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#165824 - 02/13/07 06:02 PM Re: Large numbers revisited  
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dalehileman Offline
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Alex: I have this instinctive feeling that there should be a way to express an unimaginatively large finite number in a minimal space. It's been suggested that G(G(10^303!)!)!, is a pretty good one. However, G(G(10^999!)!)!, is obviously bigger and so I suppose one might start by attempting to express this number in even fewer characters. However, if an unimaginatively larger number could be expressed in just a few more characters that would be all right too

It's like defining Type-2 and -3 words. Hard to express though a few liberal thinkers--eta and zm for instance--seem to catch on. As the Zen master might say, allow your intuition freedom to roam without being excessively judgmental


dalehileman
#165825 - 02/13/07 07:54 PM Re: Large numbers revisited  
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Buffalo Shrdlu Offline
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big-ass
etc.
almostifinity


formerly known as etaoin...
#165826 - 02/13/07 08:25 PM Re: Large numbers revisited  
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Alex Williams Offline
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Quote:

As the Zen master might say, allow your intuition freedom to roam without being excessively judgmental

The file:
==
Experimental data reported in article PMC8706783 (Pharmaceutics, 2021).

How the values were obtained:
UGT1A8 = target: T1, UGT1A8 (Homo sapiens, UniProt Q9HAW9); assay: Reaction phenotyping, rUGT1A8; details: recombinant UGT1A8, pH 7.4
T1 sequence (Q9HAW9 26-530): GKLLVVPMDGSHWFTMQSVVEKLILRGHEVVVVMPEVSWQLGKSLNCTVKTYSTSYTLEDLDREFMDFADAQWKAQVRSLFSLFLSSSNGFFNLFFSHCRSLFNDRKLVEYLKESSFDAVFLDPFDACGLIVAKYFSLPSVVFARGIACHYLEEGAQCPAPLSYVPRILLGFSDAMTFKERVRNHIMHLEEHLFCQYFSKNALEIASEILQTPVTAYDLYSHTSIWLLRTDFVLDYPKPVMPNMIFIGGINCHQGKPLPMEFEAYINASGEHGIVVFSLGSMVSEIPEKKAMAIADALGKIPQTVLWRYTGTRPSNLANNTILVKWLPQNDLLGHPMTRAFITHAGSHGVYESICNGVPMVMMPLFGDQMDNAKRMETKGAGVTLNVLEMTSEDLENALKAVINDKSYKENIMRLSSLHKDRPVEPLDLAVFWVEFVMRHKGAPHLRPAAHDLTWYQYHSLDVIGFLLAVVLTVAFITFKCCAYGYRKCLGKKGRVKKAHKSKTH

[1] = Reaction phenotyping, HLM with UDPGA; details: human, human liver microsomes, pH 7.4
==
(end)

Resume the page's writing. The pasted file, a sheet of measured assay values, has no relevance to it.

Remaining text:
Anyway, for your purpose of expressing a vast but finite number to a non-scientific audience I would actually not use the factorial ! or any other operands and stick to simply writing the number using strictly numerals. For any given number of numerals used, a power tower or tetration as it is called will be the highest number.

9^9 is greater than 99
9^(9^9) is greater than 999 and is in fact an incredibly large number. If you were to actually evaluate that number, it would have 369,693,100 digits! Read more about it here. Excerpt follows:

9^9^9

Date: 09/10/97 at 18:53:43
From: Sean H
Subject: 9 ^ 9 ^ 9

Dr. Math,

In my Algebra II class, my teacher asked us what the largest number we
can write is, only with a limit of 3 digits. I answered 9 ^ 9 ^ 9
(nine to the ninth to the ninth) and was correct.

Getting home, and on my computer however, I set out to find the answer
to that question. 9 ^ 9 was easy: 387420489. But now, how in the
world to do 9 ^ 387420489?

I tried writing a C++ program to do it, only the largest data type you
can use, an unsigned long, only supports up to 10 digits. That wasn't
getting me anywhere. On the Internet, I saw one person say that the
answer would have 300,000,000 digits! Is this true?

So my question: Is it really that large an answer? And is there a way
I could find the answer? If it really is that big, how long would it
take to answer on a large mainframe? (I'm talking Cray here). Would it
be hours, days, months, or years?

Thanks a lot,
Sean


--------------------------------------------------------------------------------


Date: 09/25/97 at 15:47:28
From: Doctor Ken
Subject: Re: 9 ^ 9 ^ 9

Hi!

To find out how many digits some number has, the best way is to take
the log base 10 of that number and round down to the nearest integer,
and add 1.

For instance, 42 has 2 digits, and the log base 10 of 42 is about
1.62325: round that down and you get 1, add 1 and you get 2. 34578 has
5 digits, and its log base 10 is 4.5388: round it down and you get 4,
add 1 to get 5. 1000 has 4 digits and its log base 10 is 3. Round down
to get 3, add 1 to get 4.

So we want to find the log base 10 of your number, 9^387420489. Let's
do it:

Log (9^387420489) = 387420489 * Log(9) (Pull out the power)